By Kari Diane Pike
Deseret Book's Time Out for Women program has been offering an amazing webinar program for the past five or six months. You pay a small fee and for your money, you get to watch three different speakers give three or four different webinars dealing with their particualr subject. You are also provided with an online journal beneath the screen so that you can follow an outline provided by the author and add personal notes. This can then be printed for future reference. Sheri Dew is featured in the first set of classes and discusses the topic of "The Divine Gift of Influence: Righteous Women Can Change the World." I am currently watching the second "semester" of webinars and thoroughly enjoying them.
Camille Fronk leads the most recent presentation I am watching. The title is "Mentored by Our Foremothers" and the first class is subtitled, "Seeing As God Sees." Sister Fronk poses an interesting question and challenge.
"How do you limit yourself when you judge someone with only part of the information? What limitations do I place upon myself when I label someone else?" Sister Fronk then challenges the listener to think back to a time when you may have purposely, or unconsciously labeled or judged someone. Try to see that person as God sees them. Does the atonement apply to them?
"Boyd K. Packer said, 'Save for those few who defect to perdition after having known its fullness, there is no habit, no addiction, no rebellion, no transgression, no offense expempted from the promise of complete forgiveness.'" (Oct. 1995 General Conference)
Unfortunately, I didn't have to think very far back in time. Last week we received an e-mail from a person that produced a great cause for concern in our family. I felt offended. I felt betrayed. I felt discouraged. I quickly became very angry. The angrier I became, the more reasons I came up with justifying the reasons I felt so angry. There was that word: justify - a big red flag that through the years I have learned to recognize. I knew that if I caught myself "justifying" I most likely needed to change something, not about another person, but about me; my attitude, my choices, my habit. If I felt the need to justify an action or thought or attitude, that action, thought, or attitude probably did not fit with my goal to live a Christ-centered life.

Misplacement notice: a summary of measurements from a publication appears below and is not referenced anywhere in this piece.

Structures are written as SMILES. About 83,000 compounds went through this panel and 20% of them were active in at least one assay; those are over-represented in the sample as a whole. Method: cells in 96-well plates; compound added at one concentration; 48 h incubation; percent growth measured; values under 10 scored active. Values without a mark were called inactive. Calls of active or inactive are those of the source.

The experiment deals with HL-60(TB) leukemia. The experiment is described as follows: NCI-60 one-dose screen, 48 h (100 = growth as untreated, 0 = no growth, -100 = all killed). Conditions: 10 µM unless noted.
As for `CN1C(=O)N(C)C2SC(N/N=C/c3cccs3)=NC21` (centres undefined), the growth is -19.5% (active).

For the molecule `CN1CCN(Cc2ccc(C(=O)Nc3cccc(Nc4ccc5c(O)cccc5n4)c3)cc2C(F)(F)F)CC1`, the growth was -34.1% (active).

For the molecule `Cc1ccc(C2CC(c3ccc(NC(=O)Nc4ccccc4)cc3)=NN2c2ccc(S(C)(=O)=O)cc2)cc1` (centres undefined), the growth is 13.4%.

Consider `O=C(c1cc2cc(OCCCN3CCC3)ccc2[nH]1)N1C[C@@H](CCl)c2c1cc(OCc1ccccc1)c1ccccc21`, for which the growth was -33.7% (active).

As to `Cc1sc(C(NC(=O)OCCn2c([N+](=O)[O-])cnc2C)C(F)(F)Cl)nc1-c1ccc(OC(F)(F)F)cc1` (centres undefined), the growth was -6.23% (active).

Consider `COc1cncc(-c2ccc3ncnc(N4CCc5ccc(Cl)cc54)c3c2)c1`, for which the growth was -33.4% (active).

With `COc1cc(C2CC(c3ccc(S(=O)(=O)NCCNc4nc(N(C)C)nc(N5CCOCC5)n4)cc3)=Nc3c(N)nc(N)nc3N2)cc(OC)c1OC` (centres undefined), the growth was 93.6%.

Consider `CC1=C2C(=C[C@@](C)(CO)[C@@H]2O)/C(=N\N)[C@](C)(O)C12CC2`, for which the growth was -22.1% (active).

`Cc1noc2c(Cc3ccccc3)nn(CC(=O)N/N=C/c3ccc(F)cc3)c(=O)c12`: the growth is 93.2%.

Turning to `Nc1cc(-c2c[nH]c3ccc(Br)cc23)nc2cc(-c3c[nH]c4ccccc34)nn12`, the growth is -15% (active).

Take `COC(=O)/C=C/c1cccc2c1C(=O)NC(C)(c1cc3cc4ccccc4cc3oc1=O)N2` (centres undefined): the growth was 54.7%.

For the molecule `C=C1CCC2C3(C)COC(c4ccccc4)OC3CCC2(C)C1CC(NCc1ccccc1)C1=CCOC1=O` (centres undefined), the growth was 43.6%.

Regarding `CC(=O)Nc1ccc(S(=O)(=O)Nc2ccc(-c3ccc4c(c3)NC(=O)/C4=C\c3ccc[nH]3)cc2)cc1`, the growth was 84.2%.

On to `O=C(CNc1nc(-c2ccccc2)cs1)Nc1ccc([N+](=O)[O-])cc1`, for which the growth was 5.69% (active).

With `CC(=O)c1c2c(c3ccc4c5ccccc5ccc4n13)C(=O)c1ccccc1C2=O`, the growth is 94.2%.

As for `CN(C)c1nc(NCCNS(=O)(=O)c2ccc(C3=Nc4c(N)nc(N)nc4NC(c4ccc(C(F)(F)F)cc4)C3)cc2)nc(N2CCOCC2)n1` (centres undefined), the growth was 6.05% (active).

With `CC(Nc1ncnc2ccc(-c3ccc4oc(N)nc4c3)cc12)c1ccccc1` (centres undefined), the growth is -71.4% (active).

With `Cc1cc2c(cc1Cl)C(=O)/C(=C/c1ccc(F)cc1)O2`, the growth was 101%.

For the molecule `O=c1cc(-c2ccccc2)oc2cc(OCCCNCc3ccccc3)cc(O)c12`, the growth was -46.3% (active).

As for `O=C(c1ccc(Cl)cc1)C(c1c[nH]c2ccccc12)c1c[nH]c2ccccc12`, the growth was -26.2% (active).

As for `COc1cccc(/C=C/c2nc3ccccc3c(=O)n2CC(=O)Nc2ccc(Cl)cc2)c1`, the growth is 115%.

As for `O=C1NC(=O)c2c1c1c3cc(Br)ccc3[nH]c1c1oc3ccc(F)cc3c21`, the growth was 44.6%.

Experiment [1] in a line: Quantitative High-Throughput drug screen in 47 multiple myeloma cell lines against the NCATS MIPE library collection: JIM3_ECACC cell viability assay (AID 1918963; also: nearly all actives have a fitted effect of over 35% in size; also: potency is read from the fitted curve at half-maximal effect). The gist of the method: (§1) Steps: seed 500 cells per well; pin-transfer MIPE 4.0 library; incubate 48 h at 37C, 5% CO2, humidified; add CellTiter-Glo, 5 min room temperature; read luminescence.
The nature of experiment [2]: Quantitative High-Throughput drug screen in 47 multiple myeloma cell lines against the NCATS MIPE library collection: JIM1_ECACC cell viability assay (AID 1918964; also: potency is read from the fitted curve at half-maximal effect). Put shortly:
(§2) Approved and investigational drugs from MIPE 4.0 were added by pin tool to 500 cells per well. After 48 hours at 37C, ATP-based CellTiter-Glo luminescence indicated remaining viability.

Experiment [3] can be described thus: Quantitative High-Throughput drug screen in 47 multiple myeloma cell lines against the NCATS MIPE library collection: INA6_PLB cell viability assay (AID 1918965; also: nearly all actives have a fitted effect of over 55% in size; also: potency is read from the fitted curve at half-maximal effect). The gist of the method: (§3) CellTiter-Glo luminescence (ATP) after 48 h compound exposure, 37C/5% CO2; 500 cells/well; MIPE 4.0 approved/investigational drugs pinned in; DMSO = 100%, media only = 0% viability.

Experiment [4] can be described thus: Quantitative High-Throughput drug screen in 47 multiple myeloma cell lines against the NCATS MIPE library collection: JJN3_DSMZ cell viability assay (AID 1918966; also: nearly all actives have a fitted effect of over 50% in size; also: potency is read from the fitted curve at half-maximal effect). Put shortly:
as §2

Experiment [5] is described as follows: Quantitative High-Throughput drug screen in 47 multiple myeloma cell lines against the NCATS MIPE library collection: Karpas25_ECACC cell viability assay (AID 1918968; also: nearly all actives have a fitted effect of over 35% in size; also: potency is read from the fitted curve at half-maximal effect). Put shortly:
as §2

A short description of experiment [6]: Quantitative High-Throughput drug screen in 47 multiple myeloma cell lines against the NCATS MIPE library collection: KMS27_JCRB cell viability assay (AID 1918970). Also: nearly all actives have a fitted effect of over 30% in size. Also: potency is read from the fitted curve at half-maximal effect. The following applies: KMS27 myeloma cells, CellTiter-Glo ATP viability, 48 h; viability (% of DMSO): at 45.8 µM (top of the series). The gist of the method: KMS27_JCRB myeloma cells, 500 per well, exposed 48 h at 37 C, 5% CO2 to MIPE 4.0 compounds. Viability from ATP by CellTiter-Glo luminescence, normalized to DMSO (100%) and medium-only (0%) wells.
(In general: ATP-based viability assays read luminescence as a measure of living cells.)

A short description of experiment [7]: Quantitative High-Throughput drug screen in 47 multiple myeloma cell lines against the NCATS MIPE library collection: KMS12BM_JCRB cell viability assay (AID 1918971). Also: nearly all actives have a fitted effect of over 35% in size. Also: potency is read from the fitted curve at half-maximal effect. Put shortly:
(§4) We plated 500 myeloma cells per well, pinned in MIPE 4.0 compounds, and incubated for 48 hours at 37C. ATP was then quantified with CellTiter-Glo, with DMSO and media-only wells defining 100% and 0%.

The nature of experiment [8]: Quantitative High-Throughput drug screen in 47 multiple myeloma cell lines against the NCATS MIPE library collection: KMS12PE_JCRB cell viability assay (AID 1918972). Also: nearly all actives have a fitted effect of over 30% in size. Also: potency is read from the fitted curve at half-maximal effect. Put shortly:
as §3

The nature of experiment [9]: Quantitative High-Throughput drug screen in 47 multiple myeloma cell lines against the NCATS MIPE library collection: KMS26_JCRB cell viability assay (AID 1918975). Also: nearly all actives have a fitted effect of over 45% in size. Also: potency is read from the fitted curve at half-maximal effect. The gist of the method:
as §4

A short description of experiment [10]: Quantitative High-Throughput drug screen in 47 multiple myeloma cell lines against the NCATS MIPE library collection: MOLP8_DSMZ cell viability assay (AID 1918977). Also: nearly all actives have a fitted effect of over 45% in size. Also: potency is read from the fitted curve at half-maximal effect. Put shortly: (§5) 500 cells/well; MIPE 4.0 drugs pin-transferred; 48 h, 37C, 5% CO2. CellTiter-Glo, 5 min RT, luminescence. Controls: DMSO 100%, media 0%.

I prayed about my feelings and asked Heavenly Father to please help me let go of my anger. As I prayed, questions about the person involved formed in my head. Why did she send that e-mail? What is going on in her life right now? Imagine being the mother of a large family in a new state, a new ward, a new culture, a new home, and your husband needing to be more than 800 miles away while you try to unpack and adjust. How would you feel?
The next day I attended the final session of the Oquirrh Mountain Temple dedication. As I sat and listened to the Tabernacle choir perform the sacred hymns and watched slides of the beautiful grounds, the foyers, the sealing rooms, and the celestial room, I thought about the purpose of the temple. My heart broke open and I felt it fill with love and peace. That love and peace overflowed and filled my entire being. I could see my sweet "sister" and feel her struggle. She must feel miserable. She is under a huge amount of stress and feelings of inadequacy as the extent of her responsibilities must seem overwhelming. I am too far away to help her physically, but I can pray for her and love her and ask that the Holy Spirit carry that love to her. I thought a bit about what the worst consequence of her actions could be for me and my family. That consequence would be difficult, but it would be temporary. A far worse consequence would be if I chose to remain angry and blaming and unforgiving - that consequence not only creates pain now - but would be eternal. I came to love this person as I saw her as God sees her. I am eternally grateful.